• Using cotter pins to secure the tines – A much, much better and less time-consuming approach would be to use spring pins to hold the tines in place…especially, considering how often you will be removing the tines to clear away the tangles of crabgrass and weeds.
  • The air filter screw can sometimes vibrate loose – This is an easy fix by applying a little Loctite to the screw.
  • The handle bars are not adjustable – How hard is it to design handles so that they can be adapted to the height of the operator?

 

My Last Words

Most of the downsides listed above are found on almost every small, inexpensive cultivator.  And, after all, this is a Troy-Bilt product and I can make a few allowances for it since I live and breathe by Troy-Bilt and Honda engines!

The Troy-Bilt TB146EC Cultivator is still worth considering for a small garden or the precise task of weeding in tight areas.

Want more?  Well, there are many more gas tillers on the main review page to look at!

What’s your take on it?  Comment below or zap me an email: jim@perfect-vegetable-garden.com.

 

Jim, the Life Long Gardener

4 thoughts on “Troy-Bilt TB146EC Cultivator Review

  1. Phil Reply

    Hi there,
    Many thanks for this detailed review of the Troy bilt cultivator and you have done a great job in highlighting all the important features of this cultivator.
    It looks well in the photos and reading the pros and cons, I guess one should make due diligence before purchasing one of these machines.
    If one keeps a large garden, there is no doubt but that this tiller would make lite work of garden preperation.
    Price wise, its very affordable when we see how much work it can do and more importantly how much time we could save by using one of these machines.
    Continued success,
    Cheers Phil Browne

    • Jim Reply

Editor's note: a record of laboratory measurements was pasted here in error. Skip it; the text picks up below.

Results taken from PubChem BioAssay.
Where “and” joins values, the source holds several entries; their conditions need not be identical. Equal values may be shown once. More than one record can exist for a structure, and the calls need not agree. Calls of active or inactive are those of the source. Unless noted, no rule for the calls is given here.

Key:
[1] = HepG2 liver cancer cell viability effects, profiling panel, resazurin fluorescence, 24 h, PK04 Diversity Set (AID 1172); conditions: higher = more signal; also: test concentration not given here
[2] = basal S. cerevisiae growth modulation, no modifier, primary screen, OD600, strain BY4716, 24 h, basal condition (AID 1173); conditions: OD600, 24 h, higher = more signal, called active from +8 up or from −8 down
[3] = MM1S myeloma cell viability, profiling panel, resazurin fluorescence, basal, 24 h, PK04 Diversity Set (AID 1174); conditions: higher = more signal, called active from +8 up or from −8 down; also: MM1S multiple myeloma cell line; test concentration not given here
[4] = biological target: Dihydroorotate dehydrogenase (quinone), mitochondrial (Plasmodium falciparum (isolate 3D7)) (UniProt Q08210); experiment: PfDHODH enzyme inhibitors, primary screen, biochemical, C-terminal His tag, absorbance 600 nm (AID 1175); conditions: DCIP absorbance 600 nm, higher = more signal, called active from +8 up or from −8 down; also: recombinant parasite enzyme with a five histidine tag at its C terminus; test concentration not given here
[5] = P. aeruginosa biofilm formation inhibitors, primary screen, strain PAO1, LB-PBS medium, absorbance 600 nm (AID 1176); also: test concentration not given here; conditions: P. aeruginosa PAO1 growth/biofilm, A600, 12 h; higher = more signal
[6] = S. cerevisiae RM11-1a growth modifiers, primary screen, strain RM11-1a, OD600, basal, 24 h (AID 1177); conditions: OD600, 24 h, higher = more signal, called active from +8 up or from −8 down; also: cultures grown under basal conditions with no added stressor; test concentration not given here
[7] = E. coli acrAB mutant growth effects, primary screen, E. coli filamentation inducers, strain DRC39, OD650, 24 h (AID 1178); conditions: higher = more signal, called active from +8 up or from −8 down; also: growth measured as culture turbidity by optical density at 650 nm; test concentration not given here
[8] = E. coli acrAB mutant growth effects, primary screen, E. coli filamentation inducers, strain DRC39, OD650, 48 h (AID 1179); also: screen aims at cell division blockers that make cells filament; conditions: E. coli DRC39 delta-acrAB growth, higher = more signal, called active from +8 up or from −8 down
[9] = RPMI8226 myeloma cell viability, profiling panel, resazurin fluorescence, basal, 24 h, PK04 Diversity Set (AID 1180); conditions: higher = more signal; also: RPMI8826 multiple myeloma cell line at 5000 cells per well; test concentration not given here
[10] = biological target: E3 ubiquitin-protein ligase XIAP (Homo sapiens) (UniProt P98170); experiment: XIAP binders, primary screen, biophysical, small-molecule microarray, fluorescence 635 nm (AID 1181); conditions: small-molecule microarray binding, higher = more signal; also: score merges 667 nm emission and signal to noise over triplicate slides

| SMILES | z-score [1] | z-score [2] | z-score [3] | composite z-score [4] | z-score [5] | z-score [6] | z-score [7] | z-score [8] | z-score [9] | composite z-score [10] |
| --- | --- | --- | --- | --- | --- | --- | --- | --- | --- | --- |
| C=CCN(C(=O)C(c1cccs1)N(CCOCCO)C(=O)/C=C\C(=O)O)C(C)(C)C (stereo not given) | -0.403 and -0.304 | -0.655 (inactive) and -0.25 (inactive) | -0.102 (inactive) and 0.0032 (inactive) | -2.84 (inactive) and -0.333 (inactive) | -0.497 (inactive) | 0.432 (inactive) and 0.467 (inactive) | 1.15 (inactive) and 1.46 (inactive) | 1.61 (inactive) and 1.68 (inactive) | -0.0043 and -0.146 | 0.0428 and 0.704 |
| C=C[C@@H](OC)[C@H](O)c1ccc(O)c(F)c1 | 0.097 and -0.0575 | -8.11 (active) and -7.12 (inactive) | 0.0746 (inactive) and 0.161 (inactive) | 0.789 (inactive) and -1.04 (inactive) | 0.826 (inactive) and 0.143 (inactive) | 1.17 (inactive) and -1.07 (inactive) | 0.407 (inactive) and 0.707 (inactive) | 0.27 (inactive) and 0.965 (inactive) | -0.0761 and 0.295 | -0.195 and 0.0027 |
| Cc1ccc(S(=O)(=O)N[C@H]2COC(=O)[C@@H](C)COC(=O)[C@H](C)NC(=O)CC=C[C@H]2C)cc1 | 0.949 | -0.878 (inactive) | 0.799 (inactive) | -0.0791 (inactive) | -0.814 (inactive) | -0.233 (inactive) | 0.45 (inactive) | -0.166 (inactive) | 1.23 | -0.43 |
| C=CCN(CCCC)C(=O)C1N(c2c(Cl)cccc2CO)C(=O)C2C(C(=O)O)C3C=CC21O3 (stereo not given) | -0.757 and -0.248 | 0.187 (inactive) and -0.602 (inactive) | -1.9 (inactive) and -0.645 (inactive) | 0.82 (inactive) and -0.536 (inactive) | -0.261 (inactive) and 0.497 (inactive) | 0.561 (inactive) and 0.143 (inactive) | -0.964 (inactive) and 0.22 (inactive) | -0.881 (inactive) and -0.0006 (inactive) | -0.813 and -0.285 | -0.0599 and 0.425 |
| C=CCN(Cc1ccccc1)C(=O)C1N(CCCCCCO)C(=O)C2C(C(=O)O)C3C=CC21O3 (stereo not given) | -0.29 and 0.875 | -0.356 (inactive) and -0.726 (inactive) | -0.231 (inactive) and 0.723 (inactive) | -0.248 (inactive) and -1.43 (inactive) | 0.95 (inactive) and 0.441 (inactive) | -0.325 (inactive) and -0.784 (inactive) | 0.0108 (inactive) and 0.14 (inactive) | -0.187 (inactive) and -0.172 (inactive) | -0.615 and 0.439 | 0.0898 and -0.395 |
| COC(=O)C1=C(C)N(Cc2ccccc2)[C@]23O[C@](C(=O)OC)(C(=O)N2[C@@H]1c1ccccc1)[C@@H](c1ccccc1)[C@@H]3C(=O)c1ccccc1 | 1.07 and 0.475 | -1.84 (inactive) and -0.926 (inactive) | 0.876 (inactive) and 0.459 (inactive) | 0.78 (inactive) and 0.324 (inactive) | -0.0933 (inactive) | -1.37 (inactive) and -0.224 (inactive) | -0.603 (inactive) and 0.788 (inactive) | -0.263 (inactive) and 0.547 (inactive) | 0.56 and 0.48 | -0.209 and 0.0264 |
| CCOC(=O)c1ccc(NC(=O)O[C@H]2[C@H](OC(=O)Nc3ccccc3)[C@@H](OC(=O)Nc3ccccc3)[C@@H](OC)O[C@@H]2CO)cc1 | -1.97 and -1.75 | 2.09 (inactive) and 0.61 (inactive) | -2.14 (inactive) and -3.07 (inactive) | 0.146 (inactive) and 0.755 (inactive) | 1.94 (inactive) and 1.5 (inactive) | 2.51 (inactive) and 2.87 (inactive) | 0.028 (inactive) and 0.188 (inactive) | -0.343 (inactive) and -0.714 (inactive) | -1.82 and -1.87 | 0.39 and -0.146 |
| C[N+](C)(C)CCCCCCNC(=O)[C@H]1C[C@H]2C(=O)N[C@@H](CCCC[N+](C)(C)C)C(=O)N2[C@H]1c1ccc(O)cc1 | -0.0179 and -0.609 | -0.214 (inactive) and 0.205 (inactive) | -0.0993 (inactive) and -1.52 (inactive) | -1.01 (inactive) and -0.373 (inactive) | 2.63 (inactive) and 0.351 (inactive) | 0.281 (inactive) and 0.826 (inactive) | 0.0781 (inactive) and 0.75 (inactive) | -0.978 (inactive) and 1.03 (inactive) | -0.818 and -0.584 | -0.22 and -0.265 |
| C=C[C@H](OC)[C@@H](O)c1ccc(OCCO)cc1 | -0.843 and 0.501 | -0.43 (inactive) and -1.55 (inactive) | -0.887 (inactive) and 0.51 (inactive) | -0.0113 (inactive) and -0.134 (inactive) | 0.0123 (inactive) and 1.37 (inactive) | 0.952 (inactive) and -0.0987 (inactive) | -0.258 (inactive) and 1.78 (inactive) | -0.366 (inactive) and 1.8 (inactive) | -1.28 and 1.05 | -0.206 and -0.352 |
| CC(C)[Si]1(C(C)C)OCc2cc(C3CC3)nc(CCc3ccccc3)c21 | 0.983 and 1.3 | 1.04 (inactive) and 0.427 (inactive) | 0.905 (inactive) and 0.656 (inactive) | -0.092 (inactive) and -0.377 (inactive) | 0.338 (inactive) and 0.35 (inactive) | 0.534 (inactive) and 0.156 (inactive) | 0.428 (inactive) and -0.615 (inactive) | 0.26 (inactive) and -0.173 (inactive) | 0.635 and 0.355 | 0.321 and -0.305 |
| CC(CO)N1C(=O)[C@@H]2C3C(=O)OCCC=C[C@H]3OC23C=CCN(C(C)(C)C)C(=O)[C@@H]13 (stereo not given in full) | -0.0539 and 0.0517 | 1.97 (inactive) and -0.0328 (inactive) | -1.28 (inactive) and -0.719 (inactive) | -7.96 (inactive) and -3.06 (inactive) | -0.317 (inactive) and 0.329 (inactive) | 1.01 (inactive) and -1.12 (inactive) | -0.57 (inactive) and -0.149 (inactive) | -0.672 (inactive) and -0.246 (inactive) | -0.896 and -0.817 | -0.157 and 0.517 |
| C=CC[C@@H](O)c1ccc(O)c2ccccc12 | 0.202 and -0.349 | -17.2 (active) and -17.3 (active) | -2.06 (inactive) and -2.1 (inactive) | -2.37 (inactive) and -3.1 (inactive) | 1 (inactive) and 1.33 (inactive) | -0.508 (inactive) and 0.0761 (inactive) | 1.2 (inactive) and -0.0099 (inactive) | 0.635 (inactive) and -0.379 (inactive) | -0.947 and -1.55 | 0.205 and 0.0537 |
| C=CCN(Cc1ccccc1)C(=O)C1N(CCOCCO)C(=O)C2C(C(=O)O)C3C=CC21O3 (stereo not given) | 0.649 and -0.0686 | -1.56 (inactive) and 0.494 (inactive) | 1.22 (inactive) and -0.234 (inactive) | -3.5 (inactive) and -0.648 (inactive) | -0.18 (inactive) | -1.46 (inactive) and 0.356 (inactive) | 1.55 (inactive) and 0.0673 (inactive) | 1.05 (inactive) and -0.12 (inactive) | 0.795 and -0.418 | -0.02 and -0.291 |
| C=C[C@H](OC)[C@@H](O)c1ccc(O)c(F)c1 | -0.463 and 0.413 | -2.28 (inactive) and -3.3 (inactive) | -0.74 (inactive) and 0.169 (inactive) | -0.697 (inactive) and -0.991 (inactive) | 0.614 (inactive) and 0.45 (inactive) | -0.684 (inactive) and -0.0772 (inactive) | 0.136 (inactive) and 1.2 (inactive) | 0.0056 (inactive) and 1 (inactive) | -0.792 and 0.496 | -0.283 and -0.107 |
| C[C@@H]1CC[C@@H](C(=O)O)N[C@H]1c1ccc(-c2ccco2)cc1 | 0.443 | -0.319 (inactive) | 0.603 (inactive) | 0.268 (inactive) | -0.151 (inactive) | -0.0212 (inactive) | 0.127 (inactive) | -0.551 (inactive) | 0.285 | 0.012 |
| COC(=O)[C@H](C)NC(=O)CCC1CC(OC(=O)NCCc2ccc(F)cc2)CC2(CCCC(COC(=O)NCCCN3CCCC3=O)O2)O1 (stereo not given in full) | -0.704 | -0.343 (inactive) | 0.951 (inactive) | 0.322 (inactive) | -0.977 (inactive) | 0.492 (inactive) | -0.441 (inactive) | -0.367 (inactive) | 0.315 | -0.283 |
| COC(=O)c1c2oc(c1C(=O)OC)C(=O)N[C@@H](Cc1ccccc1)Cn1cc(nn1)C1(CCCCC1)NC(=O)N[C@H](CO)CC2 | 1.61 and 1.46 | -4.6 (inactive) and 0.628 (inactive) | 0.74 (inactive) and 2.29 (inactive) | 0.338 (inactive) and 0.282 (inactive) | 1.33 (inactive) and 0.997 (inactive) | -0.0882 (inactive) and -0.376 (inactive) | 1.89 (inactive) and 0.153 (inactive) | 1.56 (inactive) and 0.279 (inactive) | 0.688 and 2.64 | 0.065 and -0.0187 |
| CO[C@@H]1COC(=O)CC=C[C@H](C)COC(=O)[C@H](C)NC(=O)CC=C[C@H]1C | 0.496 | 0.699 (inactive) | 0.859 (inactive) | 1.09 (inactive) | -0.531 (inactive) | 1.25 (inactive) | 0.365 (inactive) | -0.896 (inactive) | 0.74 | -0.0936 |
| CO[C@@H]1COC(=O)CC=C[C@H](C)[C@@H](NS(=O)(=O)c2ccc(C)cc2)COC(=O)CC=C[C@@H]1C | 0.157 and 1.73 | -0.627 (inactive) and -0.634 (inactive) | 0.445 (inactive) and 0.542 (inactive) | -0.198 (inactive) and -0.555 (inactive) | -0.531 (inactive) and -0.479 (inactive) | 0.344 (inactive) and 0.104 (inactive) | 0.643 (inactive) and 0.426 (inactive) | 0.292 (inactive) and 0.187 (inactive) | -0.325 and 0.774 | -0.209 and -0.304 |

Glad you liked this little tiller, Phil!

      It is definitely one of my favorites.  And, the “upsides” truly outweight the “downsides”…making it a wise purchase for gardeners everywhere…from the novice to the master!

      Lots more to see on the gas tiller review page.  You may even find some interesting options on the electric tiller review page!

      Jim

  2. walker2 Reply

    I certainly like the idea that it isn’t a gas/oil mixture. I’ve never liked using anything that required that much work! I also like the idea that it is easy to start. Again, I’ve always had trouble pulling those cords! I get lots of weeds in my flower beds. Do you think it would work in tight areas? I agree it probably needs to dig deeper than 5″ but would it take care of annoying weeds? Thanks for a very informative and helpful review. Keep up the good work!

    • Jim Reply

      Yep…it’s Troy-Bilt…’nuff said!

      This little cultivator works its way through and around plants very efficiently.  I have gotten within an inch or two of plants without disturbing them.

      It sure is a better way of weeding than getting down on your hands and knees and yanking them out of the ground!

      Glad you enjoyed the article.  There are more to choose from if you visit the main gas tiller review page.  Or, you may also be interested in looking at the electric tiller review page.

      Jim